A bankrupt drug dealer was able to buy two houses, a BMW X5 off-road vehicle and had over £76,000 in his bank account as the result of his criminal activities, a court has heard.
The disclosure was made by a prosecution barrister in the case of Mark William McPhillips – 34-year-old separated father-of-two – who has pleaded guilty to charges linked to the discovery of 40kg of herbal cannabis in a Transit van on May 14 last year.
The prosecution believes that the street value of the drugs is £800,000 – but the defence says it is £200,000.
McPhillips, from Elmvale in the Culmore Road area of Londonderry, was driving the van when it was stopped by police at Glengalliagh Road.
McPhillips, who has previous drugs convictions, has pleaded guilty to fraudulently importing the consignment of herbal cannabis.
He has also admitted possessing the drug with intent to supply, possessing cannabis resin, possessing the class A drug MDMA, and possessing a forged Irish driving licence, all on May 14 last year.
McPhillips has also admitted three charges of converting criminal property by buying two houses, one at Bloomfield Park and one at College Glen in Derry, and buying a BMW X5 jeep. He has further pleaded guilty to transferring £76,224 of criminal property into his Ulster Bank account. McPhillips committed those offences between June 2006 and June 2012.
A prosecution barrister told Crown Court Judge Philip Babington that when PSNI officers stopped the Transit van they asked McPhillips what was inside the vehicle. He replied: "There is grass in the rear."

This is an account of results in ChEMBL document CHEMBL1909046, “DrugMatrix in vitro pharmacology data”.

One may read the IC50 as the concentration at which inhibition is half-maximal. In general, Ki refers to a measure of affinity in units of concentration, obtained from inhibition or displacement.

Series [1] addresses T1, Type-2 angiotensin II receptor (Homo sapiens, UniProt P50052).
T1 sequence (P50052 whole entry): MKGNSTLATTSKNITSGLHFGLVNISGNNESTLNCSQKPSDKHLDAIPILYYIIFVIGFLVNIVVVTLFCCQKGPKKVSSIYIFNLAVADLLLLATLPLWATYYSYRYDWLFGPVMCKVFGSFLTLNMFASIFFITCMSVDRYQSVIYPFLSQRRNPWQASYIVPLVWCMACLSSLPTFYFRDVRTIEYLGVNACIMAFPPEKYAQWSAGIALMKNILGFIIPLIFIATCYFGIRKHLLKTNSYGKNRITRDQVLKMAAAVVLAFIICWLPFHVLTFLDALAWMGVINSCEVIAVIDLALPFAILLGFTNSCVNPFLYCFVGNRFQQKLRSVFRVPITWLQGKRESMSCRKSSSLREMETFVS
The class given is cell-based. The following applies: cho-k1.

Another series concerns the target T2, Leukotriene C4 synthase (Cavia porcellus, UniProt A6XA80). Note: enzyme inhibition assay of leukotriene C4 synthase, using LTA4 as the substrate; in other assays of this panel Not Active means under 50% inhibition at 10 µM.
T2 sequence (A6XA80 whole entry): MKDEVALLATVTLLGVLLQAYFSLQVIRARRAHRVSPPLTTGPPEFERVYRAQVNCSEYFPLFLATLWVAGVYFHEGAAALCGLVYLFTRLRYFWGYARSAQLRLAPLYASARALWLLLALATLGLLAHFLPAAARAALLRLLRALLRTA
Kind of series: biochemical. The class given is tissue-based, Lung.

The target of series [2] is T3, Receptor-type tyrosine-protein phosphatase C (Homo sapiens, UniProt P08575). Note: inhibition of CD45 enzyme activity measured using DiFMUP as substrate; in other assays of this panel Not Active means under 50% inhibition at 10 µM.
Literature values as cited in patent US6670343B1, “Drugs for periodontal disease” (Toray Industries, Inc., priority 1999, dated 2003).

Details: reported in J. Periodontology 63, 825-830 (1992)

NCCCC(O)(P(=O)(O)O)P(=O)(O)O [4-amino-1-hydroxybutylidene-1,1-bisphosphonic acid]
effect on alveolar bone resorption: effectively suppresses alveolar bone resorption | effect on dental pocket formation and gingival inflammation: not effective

Inside the police found two kitchen cupboards on pallets wrapped in black plastic covers. A sender's address from Amsterdam in Holland was found, as was a delivery address in Roscommon.
Inside the wrappings the police found 40kg of herbal cannabis. A search of McPhillip's home found 82.37g of cannabis resin. They found 1.52g of MDMA in the BMW. The prosecution barrister said the police then investigated McPhillip's financial affairs.
The barrister said the value of the drugs was £800,000 and he said "the defendant is seriously involved in the drugs trade in Northern Ireland".
The prosecution did not accept McPhillip's role was purely that of a courier.
"His previous convictions including one on August 31, 2004 for importing drugs, are not the typical record of just a courier," he said.
Defence barrister Ivor McAteer said McPhillips was declared bankrupt in November of last year.
McPhillips was remanded in continuing custody to be sentenced next Wednesday.